Courtesy: National Eye Institute, National Institutes of Health (NEI/NIH)

AMD diagnosis

AMD is a painless condition and people with the early and intermediate stages of the condition do not usually experience any symptoms. Regular (annual/biennial) eye examinations are recommended in order to detect the early signs of AMD. These examinations also allow the detection of other eye diseases, many of which may also be painless and without obvious symptoms in their early stages (e.g. glaucoma).

Definitive diagnosis of AMD relies on a dilated eye examination using imaging techniques typically undertaken in specialist ophthalmology clinics. It is important to note that visual acuity tests alone are not sufficient for the detection of AMD. This is because sight measured by the visual acuity test can remain unaffected, even in the presence of nvAMD or GA, if the central part of the retina is not affected by the condition. Therefore, it is essential that any person suspected of having AMD is referred to a specialist clinic for accurate diagnosis and follow-up.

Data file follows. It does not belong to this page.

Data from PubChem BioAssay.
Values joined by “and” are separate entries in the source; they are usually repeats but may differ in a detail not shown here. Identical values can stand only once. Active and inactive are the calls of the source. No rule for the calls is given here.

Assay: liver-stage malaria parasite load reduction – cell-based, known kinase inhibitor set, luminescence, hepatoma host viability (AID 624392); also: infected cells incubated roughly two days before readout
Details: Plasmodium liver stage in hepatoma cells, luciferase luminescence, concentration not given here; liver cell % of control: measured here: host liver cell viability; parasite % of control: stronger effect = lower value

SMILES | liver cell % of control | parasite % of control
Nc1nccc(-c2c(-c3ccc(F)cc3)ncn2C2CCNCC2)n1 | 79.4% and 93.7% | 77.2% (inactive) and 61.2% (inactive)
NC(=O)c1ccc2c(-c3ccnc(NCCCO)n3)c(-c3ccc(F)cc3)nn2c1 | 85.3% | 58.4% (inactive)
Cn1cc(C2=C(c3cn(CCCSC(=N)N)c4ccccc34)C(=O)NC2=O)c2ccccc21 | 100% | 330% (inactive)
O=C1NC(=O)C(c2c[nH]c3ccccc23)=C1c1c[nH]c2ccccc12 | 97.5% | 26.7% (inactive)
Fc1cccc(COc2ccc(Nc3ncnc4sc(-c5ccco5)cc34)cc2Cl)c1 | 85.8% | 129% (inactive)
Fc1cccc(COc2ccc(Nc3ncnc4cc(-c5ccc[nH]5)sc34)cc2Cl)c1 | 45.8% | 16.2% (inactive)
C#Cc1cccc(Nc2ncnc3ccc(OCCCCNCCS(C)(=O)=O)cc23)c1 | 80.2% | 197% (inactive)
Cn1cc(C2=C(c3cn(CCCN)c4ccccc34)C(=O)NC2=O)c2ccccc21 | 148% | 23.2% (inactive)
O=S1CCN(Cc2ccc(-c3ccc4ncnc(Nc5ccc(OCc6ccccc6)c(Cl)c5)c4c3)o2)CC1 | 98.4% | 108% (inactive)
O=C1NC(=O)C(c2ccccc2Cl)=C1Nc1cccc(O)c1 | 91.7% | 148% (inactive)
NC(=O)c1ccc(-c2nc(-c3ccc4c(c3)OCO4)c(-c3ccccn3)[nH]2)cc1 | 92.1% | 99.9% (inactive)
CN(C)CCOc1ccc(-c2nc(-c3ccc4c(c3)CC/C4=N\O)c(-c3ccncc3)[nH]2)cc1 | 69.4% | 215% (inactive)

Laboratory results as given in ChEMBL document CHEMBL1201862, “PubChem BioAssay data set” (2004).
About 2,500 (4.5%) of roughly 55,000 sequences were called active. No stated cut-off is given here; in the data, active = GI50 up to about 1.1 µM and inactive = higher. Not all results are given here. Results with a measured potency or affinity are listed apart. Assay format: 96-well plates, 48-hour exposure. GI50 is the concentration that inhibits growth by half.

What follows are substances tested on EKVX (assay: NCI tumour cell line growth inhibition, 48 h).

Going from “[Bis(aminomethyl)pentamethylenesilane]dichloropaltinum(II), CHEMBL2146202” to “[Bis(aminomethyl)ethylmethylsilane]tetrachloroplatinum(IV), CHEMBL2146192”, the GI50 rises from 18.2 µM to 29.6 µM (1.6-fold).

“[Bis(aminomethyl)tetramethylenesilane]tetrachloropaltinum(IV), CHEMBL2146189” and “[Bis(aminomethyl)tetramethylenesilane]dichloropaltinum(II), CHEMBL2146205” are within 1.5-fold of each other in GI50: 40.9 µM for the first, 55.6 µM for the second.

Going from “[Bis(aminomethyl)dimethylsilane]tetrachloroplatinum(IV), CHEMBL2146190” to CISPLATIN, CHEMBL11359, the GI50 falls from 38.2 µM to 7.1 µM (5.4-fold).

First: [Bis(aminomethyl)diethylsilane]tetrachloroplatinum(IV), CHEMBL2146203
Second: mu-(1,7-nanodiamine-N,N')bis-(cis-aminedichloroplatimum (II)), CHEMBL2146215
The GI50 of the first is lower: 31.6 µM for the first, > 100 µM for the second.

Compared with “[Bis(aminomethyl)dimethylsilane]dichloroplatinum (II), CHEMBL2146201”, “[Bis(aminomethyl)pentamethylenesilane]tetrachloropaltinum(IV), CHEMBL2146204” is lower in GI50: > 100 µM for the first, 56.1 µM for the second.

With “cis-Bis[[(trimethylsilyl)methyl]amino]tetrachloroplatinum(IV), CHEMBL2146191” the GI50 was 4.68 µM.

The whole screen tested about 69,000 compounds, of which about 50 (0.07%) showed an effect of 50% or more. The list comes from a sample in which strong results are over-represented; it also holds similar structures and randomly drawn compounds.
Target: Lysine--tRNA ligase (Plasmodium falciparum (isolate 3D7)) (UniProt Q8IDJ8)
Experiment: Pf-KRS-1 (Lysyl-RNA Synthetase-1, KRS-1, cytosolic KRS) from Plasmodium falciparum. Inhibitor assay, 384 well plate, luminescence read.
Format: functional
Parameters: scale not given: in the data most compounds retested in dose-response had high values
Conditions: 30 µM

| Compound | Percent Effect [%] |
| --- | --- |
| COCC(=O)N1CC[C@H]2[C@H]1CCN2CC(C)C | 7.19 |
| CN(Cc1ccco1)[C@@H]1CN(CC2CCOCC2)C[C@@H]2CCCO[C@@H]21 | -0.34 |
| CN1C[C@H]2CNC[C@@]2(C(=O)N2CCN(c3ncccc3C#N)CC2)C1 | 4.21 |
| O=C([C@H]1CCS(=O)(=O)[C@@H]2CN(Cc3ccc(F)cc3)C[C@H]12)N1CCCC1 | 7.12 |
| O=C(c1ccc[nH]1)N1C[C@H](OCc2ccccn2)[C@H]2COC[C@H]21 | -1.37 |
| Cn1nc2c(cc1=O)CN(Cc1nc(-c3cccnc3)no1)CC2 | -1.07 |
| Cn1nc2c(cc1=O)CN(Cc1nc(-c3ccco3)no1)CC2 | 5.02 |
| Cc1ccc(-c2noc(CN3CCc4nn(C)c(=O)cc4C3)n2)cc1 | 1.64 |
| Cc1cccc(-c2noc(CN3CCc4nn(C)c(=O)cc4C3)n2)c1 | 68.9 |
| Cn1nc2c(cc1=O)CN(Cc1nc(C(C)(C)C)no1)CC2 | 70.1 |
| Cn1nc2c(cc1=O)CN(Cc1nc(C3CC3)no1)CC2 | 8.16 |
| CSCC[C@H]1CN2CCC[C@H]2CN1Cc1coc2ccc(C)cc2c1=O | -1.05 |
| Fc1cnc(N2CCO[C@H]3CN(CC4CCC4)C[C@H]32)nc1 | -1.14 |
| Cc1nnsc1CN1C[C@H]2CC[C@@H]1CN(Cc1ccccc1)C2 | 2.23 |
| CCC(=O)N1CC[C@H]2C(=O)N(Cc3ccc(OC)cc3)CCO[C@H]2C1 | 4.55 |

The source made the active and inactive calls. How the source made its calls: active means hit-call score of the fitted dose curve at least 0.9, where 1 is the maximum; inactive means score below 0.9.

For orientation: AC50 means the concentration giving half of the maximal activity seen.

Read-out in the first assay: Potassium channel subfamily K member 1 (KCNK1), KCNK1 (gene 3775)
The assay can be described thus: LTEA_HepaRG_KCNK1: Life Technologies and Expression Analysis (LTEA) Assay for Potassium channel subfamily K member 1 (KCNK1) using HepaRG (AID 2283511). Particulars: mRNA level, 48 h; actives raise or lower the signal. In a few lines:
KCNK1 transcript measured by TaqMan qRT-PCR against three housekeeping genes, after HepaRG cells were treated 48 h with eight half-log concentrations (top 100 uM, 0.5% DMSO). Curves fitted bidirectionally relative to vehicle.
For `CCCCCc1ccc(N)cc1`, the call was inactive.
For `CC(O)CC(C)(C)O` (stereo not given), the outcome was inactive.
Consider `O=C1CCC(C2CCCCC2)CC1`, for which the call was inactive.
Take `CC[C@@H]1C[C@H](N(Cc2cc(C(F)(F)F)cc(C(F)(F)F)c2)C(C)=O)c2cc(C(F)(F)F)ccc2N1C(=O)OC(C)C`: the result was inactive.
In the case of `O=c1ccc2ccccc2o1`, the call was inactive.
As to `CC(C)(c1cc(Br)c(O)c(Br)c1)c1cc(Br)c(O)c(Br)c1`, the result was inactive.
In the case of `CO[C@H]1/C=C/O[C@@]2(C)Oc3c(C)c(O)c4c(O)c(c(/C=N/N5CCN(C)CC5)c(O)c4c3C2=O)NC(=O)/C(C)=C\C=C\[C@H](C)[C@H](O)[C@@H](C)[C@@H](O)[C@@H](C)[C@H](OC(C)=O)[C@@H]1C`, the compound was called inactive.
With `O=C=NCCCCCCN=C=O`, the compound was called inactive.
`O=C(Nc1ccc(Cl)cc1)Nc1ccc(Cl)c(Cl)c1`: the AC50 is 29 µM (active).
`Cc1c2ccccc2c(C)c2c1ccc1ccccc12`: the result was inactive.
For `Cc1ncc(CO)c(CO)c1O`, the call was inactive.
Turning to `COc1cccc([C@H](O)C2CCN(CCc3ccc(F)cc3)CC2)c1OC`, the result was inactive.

Several retinal imaging techniques may be used by the ophthalmologist to diagnose and monitor patients with AMD in clinical practice. These non-invasive imaging techniques include Colour Fundus Photography (CFP), Fundus Auto-Fluorescence (FAF), Fluorescein Angiography, Optical Coherence Tomography (OCT) and a very new technique called OCT angiography.

FOR PATIENTS & FAMILIES

To help you to manage your own care it is helpful to have an understanding of what you should expect in terms of care at each stage of the disease.

Guide to essential care for AMD

Several retinal imaging techniques may be used by the ophthalmologist to diagnose and monitor patients with AMD in clinical practice.

Retinal Imaging Techniques

FOR PROFESSIONALS